- '3 Days to Kill'
3 Days to Kill Two “big” releases this week, each one a C-list exemplar in its own right. 3 Days to Kill deserves to take home the first-ever Razzie for the Trailer That Most Closely Resembles a Sketch You’d See on a Comedy Central Series That’s Only Going to Last Eight Weeks. I mean, does anybody still make a movie about a legendary special agent doing one last job and expect the world to take it seriously? The answer is “indeed,” and his name is Luc Besson, who as co-writer of 3 Days to Kill is on, shall we say, familiar ground. But wait! There’s also a plot point about our ruthless hero trying to connect with his estranged daughter, which should give star Kevin Costner a chance to exploit the famous warmth he first exuded as the corpse in The Big Chill. And in the director’s chair? None other than fratboy semi-visionary McG – who, Hollywood has apparently realized, is never going to be the next Brett Ratner, no matter how similar their lifestyles. The apparent big hope here is seven days’ worth of respectable business before the new Neeson pic arrives to show the world what off-season gratuitousness really looks like. (PG-13) – Steve Schneider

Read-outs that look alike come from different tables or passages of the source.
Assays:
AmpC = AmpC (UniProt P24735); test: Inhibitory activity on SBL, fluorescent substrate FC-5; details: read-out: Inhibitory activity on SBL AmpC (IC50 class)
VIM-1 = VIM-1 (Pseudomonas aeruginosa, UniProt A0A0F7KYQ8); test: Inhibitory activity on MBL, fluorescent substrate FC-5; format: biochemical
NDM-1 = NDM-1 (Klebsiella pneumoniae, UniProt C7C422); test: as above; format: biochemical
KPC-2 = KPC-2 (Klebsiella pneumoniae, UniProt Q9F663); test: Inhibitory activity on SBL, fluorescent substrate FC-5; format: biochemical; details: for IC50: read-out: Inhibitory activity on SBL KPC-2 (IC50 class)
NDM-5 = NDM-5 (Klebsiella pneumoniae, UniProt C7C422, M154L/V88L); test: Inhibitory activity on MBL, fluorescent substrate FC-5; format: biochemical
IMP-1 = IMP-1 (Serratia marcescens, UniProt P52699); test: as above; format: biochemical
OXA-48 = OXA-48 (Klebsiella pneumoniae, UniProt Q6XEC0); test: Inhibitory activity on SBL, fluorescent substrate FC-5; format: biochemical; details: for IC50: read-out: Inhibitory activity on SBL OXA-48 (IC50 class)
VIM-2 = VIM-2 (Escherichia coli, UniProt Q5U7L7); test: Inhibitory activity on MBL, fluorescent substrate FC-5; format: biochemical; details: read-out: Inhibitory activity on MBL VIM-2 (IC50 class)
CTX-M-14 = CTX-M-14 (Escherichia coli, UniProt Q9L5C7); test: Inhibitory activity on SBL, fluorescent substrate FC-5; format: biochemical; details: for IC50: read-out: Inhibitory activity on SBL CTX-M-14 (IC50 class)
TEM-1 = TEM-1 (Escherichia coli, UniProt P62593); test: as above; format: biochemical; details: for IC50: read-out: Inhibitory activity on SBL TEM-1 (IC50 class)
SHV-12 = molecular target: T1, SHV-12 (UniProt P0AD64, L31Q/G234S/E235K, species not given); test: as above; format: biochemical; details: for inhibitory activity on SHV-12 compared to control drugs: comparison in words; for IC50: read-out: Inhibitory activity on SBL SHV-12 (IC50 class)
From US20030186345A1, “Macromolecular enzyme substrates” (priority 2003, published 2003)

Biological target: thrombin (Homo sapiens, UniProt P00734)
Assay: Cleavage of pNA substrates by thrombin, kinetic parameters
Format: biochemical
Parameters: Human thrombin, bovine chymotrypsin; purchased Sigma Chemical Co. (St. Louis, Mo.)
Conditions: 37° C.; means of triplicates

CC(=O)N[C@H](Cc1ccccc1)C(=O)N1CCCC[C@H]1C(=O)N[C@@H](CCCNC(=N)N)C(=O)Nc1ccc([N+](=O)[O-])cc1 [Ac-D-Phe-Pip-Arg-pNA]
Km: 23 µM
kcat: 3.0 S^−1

Pompeii And speaking of getting in under the wire, Pompeii has a full two weeks’ worth of the Historical Epic With Lousy CGI market all to itself before the delayed-’n’-doomed 300 sequel takes center stage. When you’re worried about getting creamed by a movie whose big ad line is “presented by Zack Snyder,” it sure says something; then again, Pompeii’s director is none other than Paul W.S. Anderson, the American Uwe Boll. Plus, the cast list is like a who’s who of Not Ready for Summer, including Kiefer Sutherland, Carrie-Ann Moss and one of the gals from Sucker Punch. (Snyder floats over this picture like a poltergeist.) And the historical tragedy is structured around a romance plot that sounds like pure Titanic material, which means we should probably expect serious four-quadrant appeal – if the quadrants we’re talking about are the Bored, the Confused, the Barely Ambulatory and Those Employed by the Theater. (PG-13) – SS